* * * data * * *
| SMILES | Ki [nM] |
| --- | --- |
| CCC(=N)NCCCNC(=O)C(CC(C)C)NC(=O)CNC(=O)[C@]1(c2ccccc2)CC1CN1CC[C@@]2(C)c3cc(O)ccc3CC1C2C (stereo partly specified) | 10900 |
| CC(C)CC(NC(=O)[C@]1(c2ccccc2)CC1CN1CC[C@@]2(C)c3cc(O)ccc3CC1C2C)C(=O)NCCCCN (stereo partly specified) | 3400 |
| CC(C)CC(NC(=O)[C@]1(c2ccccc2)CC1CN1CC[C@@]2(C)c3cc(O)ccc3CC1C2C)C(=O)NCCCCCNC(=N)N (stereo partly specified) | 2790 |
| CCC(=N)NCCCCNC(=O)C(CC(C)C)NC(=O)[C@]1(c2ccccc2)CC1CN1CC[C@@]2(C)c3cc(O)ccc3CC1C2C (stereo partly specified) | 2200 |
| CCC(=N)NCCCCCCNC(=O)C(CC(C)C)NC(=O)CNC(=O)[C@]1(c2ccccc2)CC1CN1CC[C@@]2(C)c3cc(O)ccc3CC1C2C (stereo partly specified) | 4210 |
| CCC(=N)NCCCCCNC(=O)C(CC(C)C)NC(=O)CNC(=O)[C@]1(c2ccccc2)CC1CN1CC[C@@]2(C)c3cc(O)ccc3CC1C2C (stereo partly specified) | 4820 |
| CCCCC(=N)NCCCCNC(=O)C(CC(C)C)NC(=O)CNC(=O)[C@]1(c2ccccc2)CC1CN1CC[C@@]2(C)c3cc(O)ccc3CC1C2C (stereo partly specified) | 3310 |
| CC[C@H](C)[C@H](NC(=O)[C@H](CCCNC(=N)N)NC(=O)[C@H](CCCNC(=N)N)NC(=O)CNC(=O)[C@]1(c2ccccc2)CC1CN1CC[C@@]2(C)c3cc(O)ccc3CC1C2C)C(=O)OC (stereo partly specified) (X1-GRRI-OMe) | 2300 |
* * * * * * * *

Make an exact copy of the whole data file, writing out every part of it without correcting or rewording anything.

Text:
| SMILES | Ki [nM] |
| --- | --- |
| CCC(=N)NCCCNC(=O)C(CC(C)C)NC(=O)CNC(=O)[C@]1(c2ccccc2)CC1CN1CC[C@@]2(C)c3cc(O)ccc3CC1C2C (stereo partly specified) | 10900 |
| CC(C)CC(NC(=O)[C@]1(c2ccccc2)CC1CN1CC[C@@]2(C)c3cc(O)ccc3CC1C2C)C(=O)NCCCCN (stereo partly specified) | 3400 |
| CC(C)CC(NC(=O)[C@]1(c2ccccc2)CC1CN1CC[C@@]2(C)c3cc(O)ccc3CC1C2C)C(=O)NCCCCCNC(=N)N (stereo partly specified) | 2790 |
| CCC(=N)NCCCCNC(=O)C(CC(C)C)NC(=O)[C@]1(c2ccccc2)CC1CN1CC[C@@]2(C)c3cc(O)ccc3CC1C2C (stereo partly specified) | 2200 |
| CCC(=N)NCCCCCCNC(=O)C(CC(C)C)NC(=O)CNC(=O)[C@]1(c2ccccc2)CC1CN1CC[C@@]2(C)c3cc(O)ccc3CC1C2C (stereo partly specified) | 4210 |
| CCC(=N)NCCCCCNC(=O)C(CC(C)C)NC(=O)CNC(=O)[C@]1(c2ccccc2)CC1CN1CC[C@@]2(C)c3cc(O)ccc3CC1C2C (stereo partly specified) | 4820 |
| CCCCC(=N)NCCCCNC(=O)C(CC(C)C)NC(=O)CNC(=O)[C@]1(c2ccccc2)CC1CN1CC[C@@]2(C)c3cc(O)ccc3CC1C2C (stereo partly specified) | 3310 |
| CC[C@H](C)[C@H](NC(=O)[C@H](CCCNC(=N)N)NC(=O)[C@H](CCCNC(=N)N)NC(=O)CNC(=O)[C@]1(c2ccccc2)CC1CN1CC[C@@]2(C)c3cc(O)ccc3CC1C2C)C(=O)OC (stereo partly specified) (X1-GRRI-OMe) | 2300 |